Architect Pushes the Limits of Existing Development Theory to Encourage More Sustainable Cities
As more and more people move to urban areas, there is an increasing need for sustainable architecture to combat urban pollution. According to the United Nations Sustainable Development Goal (SDG) 11, Sustainable Cities and Communities, more than ½ of the world’s population lives in cities and those areas account for “70 per cent of global carbon emissions and over 60 per cent of resource use”. Green homes and eco-friendly cities will become more and more important in the battle against climate change.
UN SDG 11 is committed to making cities safe and sustainable. The goal includes reducing the environmental impact of cities, including green spaces and paying attention to the special needs of the vulnerable, such as women and children.
To make this happen, we need to start a dialogue around what materials we use to shape our buildings, how those structures are serviced and where they are placed. For thousands of years where and how we live anywhere in the world has been shaped by the local culture and its defining politics. But those decisions have more often been in favour of commerce than the well-being of the people or the environment.
Architect and artist Andrés Jaque has chosen to bring this imbalance to the forefront through his compelling art installations and unique buildings. His company name The Office of Political Innovation doesn't include the word architect because he sees his work as including the disciplines technology, sociology, politics as well as engineering. The company describes itself as “working at the intersection of design, research and critical environmental practices.”
As the environment becomes less stable and geopolitical tensions mount, Andre feels that “architecture is in the best disciplinary position it has ever been to shape the present and propose potential scenarios for the future.”
The Reggio School or Colegio Reggio Explora is an excellent example of his mission. The multi-level school, set to be completed by 2021, is built around an indoor forest and encourages children of all ages to interact with nature and to learn how the building works within that ecosystem. It was inspired by the idea that through self-direction children can learn to manage unpredictability and new challenges. He designed a perfect environment for the next generation to develop skills to manage an uncertain future.
Andrés’ artistic endeavours are just as educational. In 2015, for the MOMA PS1 event, his firm produced COSMO, a massive water purification structure that demonstrated how dirty water can be purified with sunshine and plants vs chemicals. The resulting clean water is used to support a small ecosystem within the structure.
The water pipes that provide water to New York City’s residents are all underground and are invisible in everyday life. Andre wanted to bring the subject of water use and how we relate to water to the forefront. He also encouraged visitor participation by developing an app for smartphones that allowed the user to track the water purification process.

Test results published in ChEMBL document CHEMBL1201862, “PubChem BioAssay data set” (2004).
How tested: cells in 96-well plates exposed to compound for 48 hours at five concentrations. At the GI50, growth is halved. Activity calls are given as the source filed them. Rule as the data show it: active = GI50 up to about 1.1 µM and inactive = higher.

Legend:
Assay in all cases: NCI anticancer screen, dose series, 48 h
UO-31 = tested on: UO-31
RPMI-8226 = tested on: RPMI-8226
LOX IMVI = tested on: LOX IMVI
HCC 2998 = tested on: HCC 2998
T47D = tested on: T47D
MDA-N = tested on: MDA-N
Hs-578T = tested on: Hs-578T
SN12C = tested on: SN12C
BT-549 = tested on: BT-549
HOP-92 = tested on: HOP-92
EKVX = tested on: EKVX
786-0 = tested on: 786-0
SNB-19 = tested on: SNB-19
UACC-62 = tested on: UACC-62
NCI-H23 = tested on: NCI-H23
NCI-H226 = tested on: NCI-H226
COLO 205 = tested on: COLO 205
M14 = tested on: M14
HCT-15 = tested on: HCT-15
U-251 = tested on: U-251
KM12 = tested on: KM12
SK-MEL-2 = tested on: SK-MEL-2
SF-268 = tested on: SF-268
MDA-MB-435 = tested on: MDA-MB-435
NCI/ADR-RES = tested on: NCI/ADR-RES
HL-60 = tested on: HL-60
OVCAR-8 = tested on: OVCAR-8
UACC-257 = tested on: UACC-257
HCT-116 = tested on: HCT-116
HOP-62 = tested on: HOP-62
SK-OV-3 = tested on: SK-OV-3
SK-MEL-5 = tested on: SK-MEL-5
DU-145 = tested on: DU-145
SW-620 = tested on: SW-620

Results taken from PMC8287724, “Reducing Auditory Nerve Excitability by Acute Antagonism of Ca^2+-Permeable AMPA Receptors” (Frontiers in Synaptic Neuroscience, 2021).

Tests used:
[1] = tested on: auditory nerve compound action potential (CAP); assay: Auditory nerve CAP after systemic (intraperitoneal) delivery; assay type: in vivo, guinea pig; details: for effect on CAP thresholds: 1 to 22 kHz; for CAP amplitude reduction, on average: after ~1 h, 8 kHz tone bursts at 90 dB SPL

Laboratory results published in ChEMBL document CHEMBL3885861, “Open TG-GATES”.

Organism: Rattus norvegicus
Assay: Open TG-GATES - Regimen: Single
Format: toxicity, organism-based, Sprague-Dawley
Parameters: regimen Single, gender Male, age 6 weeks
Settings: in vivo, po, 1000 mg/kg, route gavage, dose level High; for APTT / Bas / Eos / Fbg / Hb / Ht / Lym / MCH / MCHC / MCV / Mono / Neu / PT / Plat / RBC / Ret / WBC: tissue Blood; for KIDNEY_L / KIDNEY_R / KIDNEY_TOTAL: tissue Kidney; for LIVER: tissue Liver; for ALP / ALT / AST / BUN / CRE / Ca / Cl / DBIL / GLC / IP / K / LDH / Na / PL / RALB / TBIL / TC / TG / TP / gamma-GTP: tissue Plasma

In a unique performance exhibit called IKEA Disobedients, Andrés decided to dispute IKEA’s catalogue depiction of the ideal home as a safe haven from the world. Instead, he wanted to show that a typical home is a centre of individual political decisions connected to the surrounding culture. Encouraging public participation, he collected stories and pictures of real people from around the world using IKEA products in their unique way.
As a result of the media attention given to this project, stories from people facing eviction due to austerity politics in Europe in 2008 were revealed. Public recognition led to protests which led to the storytellers being able to keep their homes. By bringing the conversation of how we live to the table, Andrés was able to create social change.
Finally, in a 2019 exhibition at The Whitechapel Gallery called Is This Tomorrow?, Andrés paired with artist Jacolby Satterwhite to produce a video exposé on the negative changes to urban society in New York brought on by pollution, neoliberal practices and over-commercialization. Not one to back down from an awkward conversation, Andrés continues to push us to talk about what our societies have become and what they need to be to face the challenges ahead of us.
To Andrés, architecture is more than just buildings and boxes. It is a reflection of our culture and as such, political, economic and ecological issues need to be considered for design to stay relevant. As our cities continue to sprawl and the climate crisis advances, his work reminds us of all that we need to do to protect the cities of the future.
For more examples of his remarkable designs, visit The Office of Political Innovation’s website.